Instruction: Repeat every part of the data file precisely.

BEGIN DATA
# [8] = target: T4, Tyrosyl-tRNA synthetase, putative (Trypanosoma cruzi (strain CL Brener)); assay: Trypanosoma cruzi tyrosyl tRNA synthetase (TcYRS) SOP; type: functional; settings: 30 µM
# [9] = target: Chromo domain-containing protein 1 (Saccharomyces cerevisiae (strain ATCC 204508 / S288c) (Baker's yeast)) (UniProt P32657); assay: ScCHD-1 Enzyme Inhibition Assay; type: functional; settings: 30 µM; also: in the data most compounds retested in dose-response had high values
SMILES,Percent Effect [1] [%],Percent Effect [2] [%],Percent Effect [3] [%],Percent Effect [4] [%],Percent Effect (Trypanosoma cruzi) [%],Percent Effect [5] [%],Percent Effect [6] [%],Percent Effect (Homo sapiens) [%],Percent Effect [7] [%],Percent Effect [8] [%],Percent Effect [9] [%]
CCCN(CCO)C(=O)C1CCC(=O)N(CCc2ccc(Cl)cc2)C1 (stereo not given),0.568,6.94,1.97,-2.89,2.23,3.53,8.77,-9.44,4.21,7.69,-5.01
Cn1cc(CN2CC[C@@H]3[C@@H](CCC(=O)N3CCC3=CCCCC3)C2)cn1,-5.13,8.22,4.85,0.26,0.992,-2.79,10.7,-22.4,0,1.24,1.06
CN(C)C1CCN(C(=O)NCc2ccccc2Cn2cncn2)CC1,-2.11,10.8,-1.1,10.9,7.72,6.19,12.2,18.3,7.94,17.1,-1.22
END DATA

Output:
# [8] = target: T4, Tyrosyl-tRNA synthetase, putative (Trypanosoma cruzi (strain CL Brener)); assay: Trypanosoma cruzi tyrosyl tRNA synthetase (TcYRS) SOP; type: functional; settings: 30 µM
# [9] = target: Chromo domain-containing protein 1 (Saccharomyces cerevisiae (strain ATCC 204508 / S288c) (Baker's yeast)) (UniProt P32657); assay: ScCHD-1 Enzyme Inhibition Assay; type: functional; settings: 30 µM; also: in the data most compounds retested in dose-response had high values
SMILES,Percent Effect [1] [%],Percent Effect [2] [%],Percent Effect [3] [%],Percent Effect [4] [%],Percent Effect (Trypanosoma cruzi) [%],Percent Effect [5] [%],Percent Effect [6] [%],Percent Effect (Homo sapiens) [%],Percent Effect [7] [%],Percent Effect [8] [%],Percent Effect [9] [%]
CCCN(CCO)C(=O)C1CCC(=O)N(CCc2ccc(Cl)cc2)C1 (stereo not given),0.568,6.94,1.97,-2.89,2.23,3.53,8.77,-9.44,4.21,7.69,-5.01
Cn1cc(CN2CC[C@@H]3[C@@H](CCC(=O)N3CCC3=CCCCC3)C2)cn1,-5.13,8.22,4.85,0.26,0.992,-2.79,10.7,-22.4,0,1.24,1.06
CN(C)C1CCN(C(=O)NCc2ccccc2Cn2cncn2)CC1,-2.11,10.8,-1.1,10.9,7.72,6.19,12.2,18.3,7.94,17.1,-1.22